Option #4: Trade Pick #2 to the New York Jets ... allowing them to jump ahead of Tennessee to select CB Marshon Lattimore (Ohio State) to replace the troubled and waning Darell Revis. Or, maybe they would want to jump on their QB of choice before Chicago can select him first. In return we could net Picks #6, #38, and a second-round pick in the 2018 draft. Our prospect target at Pick #6 could be LB Rueben Foster (Alabama), WR Mike Williams (Clemson) or even RB Leonard Fournette (LSU). This looks like it might have possibilities if the Jets are motivated.
But the problem with all of these trade possibilities is that they don't address our biggest need ... a starting QB for now and the future. Is there any way that we could leverage a trade into a starting QB? (Let me just say right here that I do not think that there is any way that Kirk Cousins leaves Washington this year ... and probably not anytime in the near future. I'm past that wishful thinking.)
Kyle has indicated that he liked Jimmy Garoppolo second only to Derek Carr in the 2014 draft ... well ahead of first-rounder Johnny Football, who Cleveland actually selected against Kyle's wishes. Let's just assume that Kyle still values Garoppolo and sees him as "the right guy" to start our rebuild with. (By the way, former 2-time NFL GM Charlie Casserly thinks that Garoppolo is better than any QB prospect in the 2017 draft class.) But would we really consider trading Pick #2 (obviously a better offer than the #12 that Cleveland might offer) to New England for Garoppolo? I don't know about you, but my answer would be 'absolutely not' ... not for a QB who has as little experience as Garoppolo has, even if Kyle thinks that he's "the guy". On the other hand, if we don't make such a trade, we're looking at finding our starting QB (and bridge to a QBOTF) through free agency ... with such exciting prospects as Brian Hoyer, Mike Glennon, Matt Schaub, etc. Gulp!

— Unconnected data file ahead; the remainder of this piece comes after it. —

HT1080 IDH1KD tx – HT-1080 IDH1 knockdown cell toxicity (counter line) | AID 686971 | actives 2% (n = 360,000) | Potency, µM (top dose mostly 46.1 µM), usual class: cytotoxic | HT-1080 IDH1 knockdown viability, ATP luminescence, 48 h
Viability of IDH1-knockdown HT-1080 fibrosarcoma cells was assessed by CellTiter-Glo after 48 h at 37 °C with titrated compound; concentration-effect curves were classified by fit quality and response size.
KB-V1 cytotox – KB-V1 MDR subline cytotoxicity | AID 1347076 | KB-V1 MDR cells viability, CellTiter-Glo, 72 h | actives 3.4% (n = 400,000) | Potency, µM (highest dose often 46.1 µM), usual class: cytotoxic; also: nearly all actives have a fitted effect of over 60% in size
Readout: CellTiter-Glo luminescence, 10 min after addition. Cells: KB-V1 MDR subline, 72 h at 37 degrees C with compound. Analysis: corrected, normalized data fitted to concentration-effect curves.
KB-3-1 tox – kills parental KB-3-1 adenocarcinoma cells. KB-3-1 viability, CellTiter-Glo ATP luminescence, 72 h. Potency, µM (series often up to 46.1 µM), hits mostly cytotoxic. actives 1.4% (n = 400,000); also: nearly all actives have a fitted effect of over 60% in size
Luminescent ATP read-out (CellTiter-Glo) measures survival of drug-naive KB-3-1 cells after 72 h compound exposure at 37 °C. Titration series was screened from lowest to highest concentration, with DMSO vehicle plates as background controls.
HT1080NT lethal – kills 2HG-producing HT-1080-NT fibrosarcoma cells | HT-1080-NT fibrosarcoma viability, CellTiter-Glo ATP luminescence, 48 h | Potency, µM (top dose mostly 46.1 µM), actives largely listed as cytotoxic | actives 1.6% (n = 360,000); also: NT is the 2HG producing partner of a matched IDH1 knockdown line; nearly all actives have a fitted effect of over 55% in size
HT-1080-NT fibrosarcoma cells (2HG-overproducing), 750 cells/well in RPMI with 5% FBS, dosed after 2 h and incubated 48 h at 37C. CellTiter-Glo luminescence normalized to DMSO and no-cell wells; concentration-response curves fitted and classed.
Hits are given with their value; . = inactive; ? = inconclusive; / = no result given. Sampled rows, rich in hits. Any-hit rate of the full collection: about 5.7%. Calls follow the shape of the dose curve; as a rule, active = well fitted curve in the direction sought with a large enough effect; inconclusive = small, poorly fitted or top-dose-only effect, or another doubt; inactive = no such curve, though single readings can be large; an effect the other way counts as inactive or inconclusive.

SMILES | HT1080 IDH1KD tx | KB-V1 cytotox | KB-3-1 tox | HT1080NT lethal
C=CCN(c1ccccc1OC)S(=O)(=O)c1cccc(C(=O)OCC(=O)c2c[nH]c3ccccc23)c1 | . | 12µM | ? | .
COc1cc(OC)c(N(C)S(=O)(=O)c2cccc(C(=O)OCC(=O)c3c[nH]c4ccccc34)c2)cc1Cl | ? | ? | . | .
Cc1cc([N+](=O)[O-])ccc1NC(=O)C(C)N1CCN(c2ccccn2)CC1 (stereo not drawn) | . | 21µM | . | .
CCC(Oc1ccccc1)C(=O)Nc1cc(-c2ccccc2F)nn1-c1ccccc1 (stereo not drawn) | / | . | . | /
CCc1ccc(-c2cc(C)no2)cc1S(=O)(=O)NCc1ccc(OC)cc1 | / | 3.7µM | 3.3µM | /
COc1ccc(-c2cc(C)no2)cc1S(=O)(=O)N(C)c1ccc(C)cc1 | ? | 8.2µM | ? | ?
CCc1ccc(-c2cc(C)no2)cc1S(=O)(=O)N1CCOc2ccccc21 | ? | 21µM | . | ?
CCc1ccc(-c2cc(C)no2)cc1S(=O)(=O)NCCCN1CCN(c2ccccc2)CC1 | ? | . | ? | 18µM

Isn't there something else that we could do to address that problem? Good question ... it's pretty convoluted, but let's look at yet another possible trade option.
Option #5: IF Kyle's preferred QB solution in both the short- and long-term is Jimmy Garoppolo, structure a trade that could bring Garoppolo to Santa Clara ... but without using Pick #2 directly.
First, a few background facts:
- Having won the Super Bowl, New England will be picking last in each round of the 2017 draft. Their three biggest needs are LB (to replace Jamie Collins, who they traded to Cleveland), TE (to eventually replace the frequently-ailing Rob Gronkowski and/or free agent Marcellus Bennett), and Edge-rusher (to replace Chandler Jones, who they traded to Arizona). Obviously at Pick #32 they are not going to get access to the very top prospects at any of those positions. But, if they had Pick #6 in the draft they could select LB Rueben Foster (Alabama), TE O.J. Howard (Alabama), Edge-rusher Derek Barnett, or others.